According to the agenda for that public meeting, the Federal Communications Commission (FCC) is set to vote on a proposed rule regarding mandatory cable carriage of digital broadcast TV signals following the 2009 transition.
A report by Multichannel News suggests that the scheduling of the vote implies that FCC chairman Kevin Martin has the votes necessary to impose a dual-carriage mandate on cable operators.
The FCC has already proposed that cable operators either carry the signals of all must-carry stations in analog format to all analog cable subs (dual must-carry); or carry all signals only in digital format, provided that all subs have set-tops.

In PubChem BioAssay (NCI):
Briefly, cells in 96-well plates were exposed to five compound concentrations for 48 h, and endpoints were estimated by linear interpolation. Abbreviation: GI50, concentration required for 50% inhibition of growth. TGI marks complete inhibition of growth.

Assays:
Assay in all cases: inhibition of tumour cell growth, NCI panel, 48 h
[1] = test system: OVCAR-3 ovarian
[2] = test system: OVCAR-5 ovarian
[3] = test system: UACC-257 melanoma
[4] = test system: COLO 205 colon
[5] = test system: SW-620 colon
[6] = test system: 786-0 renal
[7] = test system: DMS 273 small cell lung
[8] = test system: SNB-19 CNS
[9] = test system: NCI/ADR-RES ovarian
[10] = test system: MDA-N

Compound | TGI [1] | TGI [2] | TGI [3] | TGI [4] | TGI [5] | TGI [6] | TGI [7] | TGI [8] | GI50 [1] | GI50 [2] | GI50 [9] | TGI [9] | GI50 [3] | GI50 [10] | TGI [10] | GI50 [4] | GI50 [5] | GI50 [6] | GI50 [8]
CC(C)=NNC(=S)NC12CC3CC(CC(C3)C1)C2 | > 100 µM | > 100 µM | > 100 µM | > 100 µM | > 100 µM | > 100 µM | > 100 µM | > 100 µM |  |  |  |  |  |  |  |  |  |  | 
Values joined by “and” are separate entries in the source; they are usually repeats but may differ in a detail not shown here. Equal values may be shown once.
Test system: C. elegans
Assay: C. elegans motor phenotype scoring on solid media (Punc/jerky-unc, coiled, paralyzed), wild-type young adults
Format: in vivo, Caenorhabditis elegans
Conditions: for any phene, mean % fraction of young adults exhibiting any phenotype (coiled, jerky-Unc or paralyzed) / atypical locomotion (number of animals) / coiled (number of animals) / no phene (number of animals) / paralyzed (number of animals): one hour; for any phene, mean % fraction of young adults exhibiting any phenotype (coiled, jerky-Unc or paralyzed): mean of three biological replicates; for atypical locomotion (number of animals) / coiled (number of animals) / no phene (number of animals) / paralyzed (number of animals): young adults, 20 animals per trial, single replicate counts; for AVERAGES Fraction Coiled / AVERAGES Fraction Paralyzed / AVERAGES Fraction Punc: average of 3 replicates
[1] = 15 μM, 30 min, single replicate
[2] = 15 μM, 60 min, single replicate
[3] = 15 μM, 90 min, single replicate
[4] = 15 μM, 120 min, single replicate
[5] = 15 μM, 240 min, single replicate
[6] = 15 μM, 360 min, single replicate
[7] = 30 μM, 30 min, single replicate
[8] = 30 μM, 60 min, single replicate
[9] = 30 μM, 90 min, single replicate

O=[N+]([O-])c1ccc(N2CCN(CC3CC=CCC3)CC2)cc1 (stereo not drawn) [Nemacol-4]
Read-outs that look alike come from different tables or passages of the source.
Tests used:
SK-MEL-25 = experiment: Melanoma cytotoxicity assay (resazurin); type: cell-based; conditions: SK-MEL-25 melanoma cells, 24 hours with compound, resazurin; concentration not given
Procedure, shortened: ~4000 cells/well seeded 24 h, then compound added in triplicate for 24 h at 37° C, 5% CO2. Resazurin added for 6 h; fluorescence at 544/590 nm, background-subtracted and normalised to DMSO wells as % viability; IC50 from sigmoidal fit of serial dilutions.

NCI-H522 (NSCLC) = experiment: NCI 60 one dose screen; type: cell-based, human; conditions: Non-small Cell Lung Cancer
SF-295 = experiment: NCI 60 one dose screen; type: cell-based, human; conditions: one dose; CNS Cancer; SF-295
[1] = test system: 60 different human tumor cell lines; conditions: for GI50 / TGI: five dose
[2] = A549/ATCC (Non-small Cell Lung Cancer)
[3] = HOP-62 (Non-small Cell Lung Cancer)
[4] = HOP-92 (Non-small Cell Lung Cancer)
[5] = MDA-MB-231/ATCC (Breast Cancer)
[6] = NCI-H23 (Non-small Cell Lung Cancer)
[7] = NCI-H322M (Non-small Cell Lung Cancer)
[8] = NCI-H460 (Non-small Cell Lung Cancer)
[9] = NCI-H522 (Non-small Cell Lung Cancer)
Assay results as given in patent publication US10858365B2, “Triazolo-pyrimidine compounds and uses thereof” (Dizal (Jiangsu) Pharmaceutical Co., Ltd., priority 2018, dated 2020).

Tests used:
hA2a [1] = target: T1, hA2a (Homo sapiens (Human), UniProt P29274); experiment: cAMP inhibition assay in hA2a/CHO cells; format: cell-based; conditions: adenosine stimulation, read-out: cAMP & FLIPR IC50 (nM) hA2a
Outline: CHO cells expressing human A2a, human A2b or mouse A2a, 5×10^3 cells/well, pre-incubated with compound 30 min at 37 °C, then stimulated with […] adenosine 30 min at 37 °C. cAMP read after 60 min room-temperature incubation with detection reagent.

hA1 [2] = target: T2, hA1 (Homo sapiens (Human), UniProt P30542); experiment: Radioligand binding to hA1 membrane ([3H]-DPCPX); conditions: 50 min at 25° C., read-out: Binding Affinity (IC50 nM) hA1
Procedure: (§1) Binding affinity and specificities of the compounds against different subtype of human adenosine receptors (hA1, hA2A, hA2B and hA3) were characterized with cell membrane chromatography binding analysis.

The National Cable & Telecommunications Association (NCTA) has already termed the all-digital option as a non-starter, and called the second "no option at all," because it would force operators to supply digital boxes for about 126 million analog TV sets at a cost of roughly $6.3 billion. (See Cable's All-Upset Over All-Digital.)
The American Cable Association (ACA) , meanwhile, reiterated its position this week that the proposed rule making would obligate most cable operators to offer must-carry channels in three formats -- high-definition, standard-definition, and analog -- and the associated costs would hamstring smaller cable systems. (See ACA Blasts FCC .)
Cable isn't the only industry grousing about the specter of a dual must-carry mandate. In a filing last week, EchoStar Satellite LLC warned of a potential capacity crunch if dual must-carry is imposed.
— Jeff Baumgartner, Site Editor, Cable Digital News